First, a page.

Sitting in the corner of one of D.C.'s most gentrified corridors, 14th Street NW, is a relic from the neighborhood's recent, yet distant past: Crown Pawn Brokers.
Though certainly not uncommon in cities, pawn shops are more generally associated with shoddy neighborhoods, stolen goods, sketchy deals and predatory lending -- not exactly the stuff of 14th Street which, as of just two years ago, became home to some of the District's most expensive real estate, high-end boutiques and upscale dining.
This particular pawn shop was established in 1936 and sits on the same strip that is now also home to a crêperie, multiple gyms, restaurants modeled after les grands cafés parisiens, an oyster bar, two Spanish wine bars and numerous other emblems of yuppiedom -- yes, even Whole Foods. With its garage door front and barred windows, Crown Pawn Brokers stands out like a sore thumb amidst 14th Street's gentrified opulence. But if any proprietor has earned the right to be here, it may very well be the family that started the shop 78 years ago in the midst of the Great Depression.
Despite passing by hundreds of times, I first took serious notice of Crown Pawn Brokers just a few weeks ago, when brainstorming a place to sell my iPad (otherwise known as The Most Useless Piece of Technology Ever Purchased). Being relatively inept at the Internet, I opted out of eBay or craigslist, and elected to try my hand at centuries'-old pawnbroking instead.
I'll readily admit to having grown used to the gentrified aesthetic of 14th Street, so it's no surprise that walking into the store felt like I had stepped back in time -- or, at the very least, entered another neighborhood. It was dimly lit and unexpectedly crowded with people and merchandise. Two men congregated in the front over what looked like a handful of silver and gold watches. One of them greeted me and I told him I was there to sell my iPad. He pointed me towards the back counter, where a woman in her mid-twenties stood, also inspecting some jewelry. Next to her was a credit-lending window, behind which a white-haired woman exchanged cash with another woman on the opposite side of the counter.
The shop was utterly overloaded -- everything from DVDs to headphones to hammers to diamond rings to iPads.
The young woman and I exchanged pleasantries and I ultimately sold her my iPad... only to find out a few hours later from a techie friend that I settled for far too low a price. What can I say, I'm no expert barterer -- not that I think this lady would have budged on her offer anyway.
To my surprise, over the next few days, I found my thoughts consumed by Crown Pawn Brokers. "How has this business withstood the shifting demographics of 14th Street?" I wondered. "Has their clientele changed? Are they hurting now that all these high-end retailers and residents have overrun the neighborhood?"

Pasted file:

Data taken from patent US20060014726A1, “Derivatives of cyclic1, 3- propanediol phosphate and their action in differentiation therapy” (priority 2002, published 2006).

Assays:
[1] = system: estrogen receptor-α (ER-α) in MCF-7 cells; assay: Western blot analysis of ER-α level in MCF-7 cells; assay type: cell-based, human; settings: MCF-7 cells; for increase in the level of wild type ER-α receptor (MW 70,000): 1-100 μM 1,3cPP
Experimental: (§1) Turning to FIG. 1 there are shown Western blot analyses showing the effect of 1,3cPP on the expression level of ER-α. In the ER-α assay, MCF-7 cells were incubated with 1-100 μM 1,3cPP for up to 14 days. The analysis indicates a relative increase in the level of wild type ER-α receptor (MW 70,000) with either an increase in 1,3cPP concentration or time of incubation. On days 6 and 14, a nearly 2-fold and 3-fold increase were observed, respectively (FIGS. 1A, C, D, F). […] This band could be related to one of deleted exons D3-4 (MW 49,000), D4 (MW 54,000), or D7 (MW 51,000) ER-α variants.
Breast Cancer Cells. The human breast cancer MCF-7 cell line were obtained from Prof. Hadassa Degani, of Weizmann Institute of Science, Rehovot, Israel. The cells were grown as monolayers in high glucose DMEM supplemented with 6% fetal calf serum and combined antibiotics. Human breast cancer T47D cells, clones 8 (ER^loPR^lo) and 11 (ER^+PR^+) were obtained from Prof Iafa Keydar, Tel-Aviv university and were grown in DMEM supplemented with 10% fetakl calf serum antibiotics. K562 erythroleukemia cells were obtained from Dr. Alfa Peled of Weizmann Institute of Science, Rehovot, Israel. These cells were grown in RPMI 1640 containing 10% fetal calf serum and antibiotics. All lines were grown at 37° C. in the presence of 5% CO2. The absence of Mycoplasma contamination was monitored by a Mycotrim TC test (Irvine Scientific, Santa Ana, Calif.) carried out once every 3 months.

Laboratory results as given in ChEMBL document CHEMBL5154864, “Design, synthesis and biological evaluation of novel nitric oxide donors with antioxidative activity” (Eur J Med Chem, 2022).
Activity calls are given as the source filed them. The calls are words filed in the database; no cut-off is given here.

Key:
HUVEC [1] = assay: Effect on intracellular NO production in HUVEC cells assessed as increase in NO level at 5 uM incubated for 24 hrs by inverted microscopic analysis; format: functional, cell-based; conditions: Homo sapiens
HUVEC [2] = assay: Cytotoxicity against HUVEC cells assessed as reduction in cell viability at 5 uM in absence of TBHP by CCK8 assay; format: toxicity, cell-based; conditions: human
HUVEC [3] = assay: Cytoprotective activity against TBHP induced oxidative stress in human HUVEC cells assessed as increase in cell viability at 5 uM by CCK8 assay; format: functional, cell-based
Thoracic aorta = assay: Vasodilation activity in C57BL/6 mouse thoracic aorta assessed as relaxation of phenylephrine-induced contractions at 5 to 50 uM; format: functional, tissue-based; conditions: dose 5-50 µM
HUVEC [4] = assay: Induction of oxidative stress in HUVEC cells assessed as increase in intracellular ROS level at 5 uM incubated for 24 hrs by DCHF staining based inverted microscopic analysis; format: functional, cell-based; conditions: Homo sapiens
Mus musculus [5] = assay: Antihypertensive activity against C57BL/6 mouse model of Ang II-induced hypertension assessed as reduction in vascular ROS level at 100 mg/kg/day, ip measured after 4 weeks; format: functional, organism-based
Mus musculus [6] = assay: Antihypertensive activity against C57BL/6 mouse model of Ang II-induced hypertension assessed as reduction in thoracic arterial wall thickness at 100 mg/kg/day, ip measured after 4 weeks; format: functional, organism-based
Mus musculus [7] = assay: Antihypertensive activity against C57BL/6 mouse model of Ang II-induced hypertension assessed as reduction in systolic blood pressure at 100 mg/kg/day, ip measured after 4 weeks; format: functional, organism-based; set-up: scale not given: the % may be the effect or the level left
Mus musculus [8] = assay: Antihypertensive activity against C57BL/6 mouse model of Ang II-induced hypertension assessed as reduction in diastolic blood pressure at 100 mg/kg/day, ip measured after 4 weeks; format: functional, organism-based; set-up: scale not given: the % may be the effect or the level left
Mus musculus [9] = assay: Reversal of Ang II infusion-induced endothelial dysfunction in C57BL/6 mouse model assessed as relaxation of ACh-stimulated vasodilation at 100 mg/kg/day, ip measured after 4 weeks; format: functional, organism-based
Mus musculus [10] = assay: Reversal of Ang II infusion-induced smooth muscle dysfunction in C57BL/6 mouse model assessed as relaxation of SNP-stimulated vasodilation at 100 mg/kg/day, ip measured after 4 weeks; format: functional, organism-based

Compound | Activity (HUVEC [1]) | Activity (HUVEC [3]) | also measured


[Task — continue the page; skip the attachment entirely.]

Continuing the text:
A few days later, my curiosity propelled me back. The same young woman was there and we talked. She told me her grandfather started the shop back in the '30s and it's been family-run ever since.
"What's it been like, seeing this neighborhood change?" I asked her.
"I can barely keep up," she said. "Who knows what the restaurants are called on any given day."
"But it's better than it was?"
"Well, I've only worked here for 10 years, but when my mom started working here, she used to be escorted from the car into the shop because it was too dangerous for her to be out on the street alone, even for just five seconds in broad daylight. I'm happy I wasn't here then."
Washington, D.C. in general, and 14th Street in particular have experienced rapid, unparalleled gentrification in the wake of the Great Recession. Because the Federal Government doesn't go out of business, jobs scarce elsewhere were still available here. Cue: massive, rapid migration to our nation's capital -- specifically, to the downtown 14th Street corridor.
Yuppies longing to live downtown swooped in and overhauled the neighborhood that was once scarred by riots and overrun by drugs and prostitutes. Seemingly overnight, the old neighborhood was displaced as many who couldn't afford the area's escalating housing prices were pushed out. But it's not just those being pushed out that are feeling the effects of 14th Street's sudden turnover.
A few days ago, I ventured across town with my mom to Eastern Market, a neighborhood swarming with yuppies of a different breed -- the distinctly Capitol Hill variety that almost always comes with a toddler in tow. Upon sitting down at the restaurant, my mom commented to our waitress that the area seemed "quiet for a Friday night."
"That's because everybody up and moved to 14th Street," our waitress replied, "Five years ago, this is where everybody was, but now they're all downtown."
But this newfound cache is hardly an occasion for 14th Street residents to rejoice. If there's anything to be learned from D.C.'s urban revival, it's that nothing is permanent. Fifteen years ago, some of the hottest spots to be were between Cleveland Park and Dupont -- an area which has recently seen a mass exodus of restaurants that are moving further downtown.
Thanks to the Height of Buildings Act of 1910, which severely limits the height of buildings in D.C., the city can't grow up, so its growing number of residents must push out. And with this constant swell of residents pushing outwards, neighborhoods inevitably rise and fall. Like Cleveland Park and Eastern Market, 14th will likely retain its high-end status, but it won't remain D.C.'s hotspot forever. In fact, Shaw is already fast on 14th Street's heels.
Perhaps the only ones that will remain are Crown Pawn Brokers.